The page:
"Tell me what you eat, and I will tell you what you are."
These words appeared in a collection of essays by Jean-Anthelme Brillat-Savarin (1755-1826) titled The Physiology of Taste, or Meditations on Transcendental Gastronomy, published shortly before he died.
Now, Brillat-Savarin was a man of many talents and professions – scholar, lawyer, musician, jurist, government official, to name just a few – but what he’s perhaps most remembered for is his love of food and his rather detailed views on how to make the most of eating it.
Full of amusing anecdotes, witty reflections and even a few recipes, this book has never been out of print since it was first published in 1825. It’s also been referenced continuously by other food writers over the past two centuries, including New York Times best-selling author Michael Pollan, who's authored several well-reviewed works including The Omnivore’s Dilemma.
In his book Cooked, Pollan quotes Brillat-Savarin’s claim that cooking had “done the most to advance the cause of civilization” by teaching people to use fire.
Born in the Bugey region of eastern France, Brillat-Savarin came from a family of minor nobles who were progressive in their political views. When the French Revolution began, he was all for government reform and the establishment of a national constitution. He was even elected to represent Bugey at the Estates General in 1789.
But when the revolution took a darker, more radical and violent turn, his moderate views became a liability and he had to flee to Switzerland to escape the guillotine. He spent many years in exile in the United States, in and around New York, playing the violin in theater productions and teaching French to the daughters of prosperous Americans.
When he finally returned to France after the Reign of Terror ended, Brillat-Savarin had a lot of stories to tell. He settled down to writing books about politics, economy, history and even the archaeology of Eastern France – serious tomes quite unlike his Physiology, which is spiced with aphorisms and entertaining accounts of lavish meals, drinking bouts and hunting expeditions.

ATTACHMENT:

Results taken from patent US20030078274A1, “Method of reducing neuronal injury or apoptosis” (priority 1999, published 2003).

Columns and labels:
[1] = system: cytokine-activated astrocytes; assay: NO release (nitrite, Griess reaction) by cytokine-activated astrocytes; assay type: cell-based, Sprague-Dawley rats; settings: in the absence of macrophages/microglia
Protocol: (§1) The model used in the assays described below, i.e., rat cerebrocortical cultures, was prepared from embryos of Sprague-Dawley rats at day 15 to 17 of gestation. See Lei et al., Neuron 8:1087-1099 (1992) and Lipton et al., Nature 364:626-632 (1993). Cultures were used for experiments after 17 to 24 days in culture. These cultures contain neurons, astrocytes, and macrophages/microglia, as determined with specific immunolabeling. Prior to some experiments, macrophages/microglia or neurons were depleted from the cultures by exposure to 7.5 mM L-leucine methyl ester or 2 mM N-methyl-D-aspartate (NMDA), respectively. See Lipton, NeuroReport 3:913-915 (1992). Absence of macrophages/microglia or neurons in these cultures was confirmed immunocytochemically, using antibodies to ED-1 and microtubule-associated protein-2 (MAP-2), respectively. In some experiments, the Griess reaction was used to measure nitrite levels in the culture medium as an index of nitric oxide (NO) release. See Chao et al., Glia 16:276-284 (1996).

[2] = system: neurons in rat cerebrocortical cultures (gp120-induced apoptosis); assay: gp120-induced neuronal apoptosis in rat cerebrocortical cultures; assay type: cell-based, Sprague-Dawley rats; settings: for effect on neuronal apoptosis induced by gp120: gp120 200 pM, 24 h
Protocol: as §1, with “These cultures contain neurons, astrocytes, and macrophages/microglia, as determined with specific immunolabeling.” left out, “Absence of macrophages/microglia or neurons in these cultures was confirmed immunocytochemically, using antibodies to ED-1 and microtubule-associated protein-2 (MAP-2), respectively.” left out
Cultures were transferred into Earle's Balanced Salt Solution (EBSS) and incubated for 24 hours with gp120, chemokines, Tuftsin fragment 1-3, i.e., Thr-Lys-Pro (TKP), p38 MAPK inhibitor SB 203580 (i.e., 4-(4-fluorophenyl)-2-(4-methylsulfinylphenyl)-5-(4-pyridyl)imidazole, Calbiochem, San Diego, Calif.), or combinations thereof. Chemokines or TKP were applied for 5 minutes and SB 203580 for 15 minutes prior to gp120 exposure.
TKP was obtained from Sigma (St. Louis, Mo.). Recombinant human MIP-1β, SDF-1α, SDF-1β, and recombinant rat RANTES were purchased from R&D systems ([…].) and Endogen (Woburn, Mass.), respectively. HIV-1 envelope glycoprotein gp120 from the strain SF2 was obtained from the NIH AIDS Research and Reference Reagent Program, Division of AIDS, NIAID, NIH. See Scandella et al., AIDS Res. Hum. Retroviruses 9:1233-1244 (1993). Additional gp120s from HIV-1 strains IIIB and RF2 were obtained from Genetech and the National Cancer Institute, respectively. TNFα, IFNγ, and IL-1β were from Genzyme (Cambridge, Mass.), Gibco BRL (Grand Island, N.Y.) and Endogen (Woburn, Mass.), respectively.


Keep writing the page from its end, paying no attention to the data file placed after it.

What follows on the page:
Brillat-Savarin was also a leading social figure during Napoleon’s rule of France. His social standing was helped by the fact that his cousin (on his mother’s side) was the famed society hostess Mme. Récamier and he had a standing invitation to her much-sought-after salon. I wonder what kind of food and drink she served at her fashionable evening gatherings, and if her cousin the gourmand enjoyed her gastronomic offerings.
|Brillat-Savarin cheese in the package . . .|
Even if you’re not a foodie you may still see evidence of Brillat-Savarin’s influence in products at your local grocery store or bakery. I found this carton of Brillat-Savarin cheese, a delicious triple-cream soft cheese that tastes like a tangier version of brie, in the fancy cheese section of my local store.
It’s a pity Brillat-Savarin never got to taste it; this type of cheese was created in 1890 and renamed in his honor in the 1930s. He most certainly would have appreciated a cheese named after him, though, since he says in his book that “dessert without cheese is like a beauty with only one eye."
|. . . and on my cheese plate.|
And you may have eaten a pastry known as a savarin, which is made in a ring cake mold and soaked in Grand Marnier or other liqueur. It’s similar to baba au rhums (rum babas) sometimes also called savarins, but which I think are better known as the rum-drenched cakes that can make you tipsy at office Christmas parties – but maybe that’s just me.
Alas, this delectable dish was also never eaten by Brillat-Savarin, since it was created in 1844 (almost 20 years after his death) by a couple of Parisian pâtissiers or pastry makers, the Julien Brothers.
The Great British Baking Show aired a segment showing the contestants challenged with making a savarin, resulting in a lot of brow-furrowing and angst as they tried to master the confection. You can find the recipe used on the popular show on the PBS website.
I’ll end this post with one of the many amusing food-related anecdotes Brillat-Savarin recounts in his book:
"A man who was fond of wine was offered some grapes at dessert after dinner.
'Much obliged', said he, pushing the plate aside, 'I am not accustomed to taking my wine in pills'."
I’ll bet you think of that line the next time you munch on a bunch of grapes.
Also, here’s a clip from The Great British Baking Show showing the contestants struggling with their savarins and the expectations of the judges:
Sources used in this post include:
- The Physiology of Taste, or Meditations on Transcendental Gastronomy, by Jean Brillat-Savarin, Dover Publications, Inc., Mineola, New York, 2002
- A History of Food, by Maguelonne Toussaint-Samat, translated by Anthea Bell, Wiley-Blackwell, Massachusetts, USA and Oxford, UK, 2009
- Culinary Biographies, A Dictionary of the World’s Great Historic Chefs, Cookbook Authors and Collectors, Farmers, Gourmets, Home Economists, Nutritionists, Restaurateurs, Philosophers, Physicians, Scientists, Writers, and Others Who Influenced the Way We Eat Today, edited by Alice Arndt with Contributions by Numerous Experts, Yes Press, Inc., Houston, Texas, 2006
Images from Wikimedia Commons and Pixabay